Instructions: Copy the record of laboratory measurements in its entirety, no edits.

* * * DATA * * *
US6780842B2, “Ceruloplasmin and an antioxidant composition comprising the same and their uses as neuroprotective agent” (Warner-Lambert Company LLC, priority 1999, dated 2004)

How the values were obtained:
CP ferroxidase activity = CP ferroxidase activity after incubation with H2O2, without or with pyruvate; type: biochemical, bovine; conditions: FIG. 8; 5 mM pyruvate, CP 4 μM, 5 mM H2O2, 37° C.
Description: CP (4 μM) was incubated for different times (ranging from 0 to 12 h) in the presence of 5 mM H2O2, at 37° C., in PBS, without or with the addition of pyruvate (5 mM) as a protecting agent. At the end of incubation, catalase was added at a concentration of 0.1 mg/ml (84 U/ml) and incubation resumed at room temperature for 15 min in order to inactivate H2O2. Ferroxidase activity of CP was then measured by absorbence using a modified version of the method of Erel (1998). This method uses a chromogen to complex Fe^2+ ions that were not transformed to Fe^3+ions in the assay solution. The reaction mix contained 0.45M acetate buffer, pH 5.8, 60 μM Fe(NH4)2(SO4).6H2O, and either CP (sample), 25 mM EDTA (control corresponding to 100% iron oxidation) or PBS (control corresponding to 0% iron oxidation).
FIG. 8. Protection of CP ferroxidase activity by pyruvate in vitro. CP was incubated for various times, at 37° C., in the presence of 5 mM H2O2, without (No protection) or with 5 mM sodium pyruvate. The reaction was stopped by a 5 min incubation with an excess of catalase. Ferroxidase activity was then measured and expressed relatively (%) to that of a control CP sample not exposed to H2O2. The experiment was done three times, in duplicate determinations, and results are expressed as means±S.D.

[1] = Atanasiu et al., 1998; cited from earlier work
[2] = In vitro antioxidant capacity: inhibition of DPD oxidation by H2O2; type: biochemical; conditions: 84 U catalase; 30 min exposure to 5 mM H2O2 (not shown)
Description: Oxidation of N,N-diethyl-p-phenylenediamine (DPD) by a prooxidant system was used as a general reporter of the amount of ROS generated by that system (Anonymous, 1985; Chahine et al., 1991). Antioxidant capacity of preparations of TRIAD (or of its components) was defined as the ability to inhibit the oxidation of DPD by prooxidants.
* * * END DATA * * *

US6780842B2, “Ceruloplasmin and an antioxidant composition comprising the same and their uses as neuroprotective agent” (Warner-Lambert Company LLC, priority 1999, dated 2004)

How the values were obtained:
CP ferroxidase activity = CP ferroxidase activity after incubation with H2O2, without or with pyruvate; type: biochemical, bovine; conditions: FIG. 8; 5 mM pyruvate, CP 4 μM, 5 mM H2O2, 37° C.
Description: CP (4 μM) was incubated for different times (ranging from 0 to 12 h) in the presence of 5 mM H2O2, at 37° C., in PBS, without or with the addition of pyruvate (5 mM) as a protecting agent. At the end of incubation, catalase was added at a concentration of 0.1 mg/ml (84 U/ml) and incubation resumed at room temperature for 15 min in order to inactivate H2O2. Ferroxidase activity of CP was then measured by absorbence using a modified version of the method of Erel (1998). This method uses a chromogen to complex Fe^2+ ions that were not transformed to Fe^3+ions in the assay solution. The reaction mix contained 0.45M acetate buffer, pH 5.8, 60 μM Fe(NH4)2(SO4).6H2O, and either CP (sample), 25 mM EDTA (control corresponding to 100% iron oxidation) or PBS (control corresponding to 0% iron oxidation).
FIG. 8. Protection of CP ferroxidase activity by pyruvate in vitro. CP was incubated for various times, at 37° C., in the presence of 5 mM H2O2, without (No protection) or with 5 mM sodium pyruvate. The reaction was stopped by a 5 min incubation with an excess of catalase. Ferroxidase activity was then measured and expressed relatively (%) to that of a control CP sample not exposed to H2O2. The experiment was done three times, in duplicate determinations, and results are expressed as means±S.D.

[1] = Atanasiu et al., 1998; cited from earlier work
[2] = In vitro antioxidant capacity: inhibition of DPD oxidation by H2O2; type: biochemical; conditions: 84 U catalase; 30 min exposure to 5 mM H2O2 (not shown)
Description: Oxidation of N,N-diethyl-p-phenylenediamine (DPD) by a prooxidant system was used as a general reporter of the amount of ROS generated by that system (Anonymous, 1985; Chahine et al., 1991). Antioxidant capacity of preparations of TRIAD (or of its components) was defined as the ability to inhibit the oxidation of DPD by prooxidants.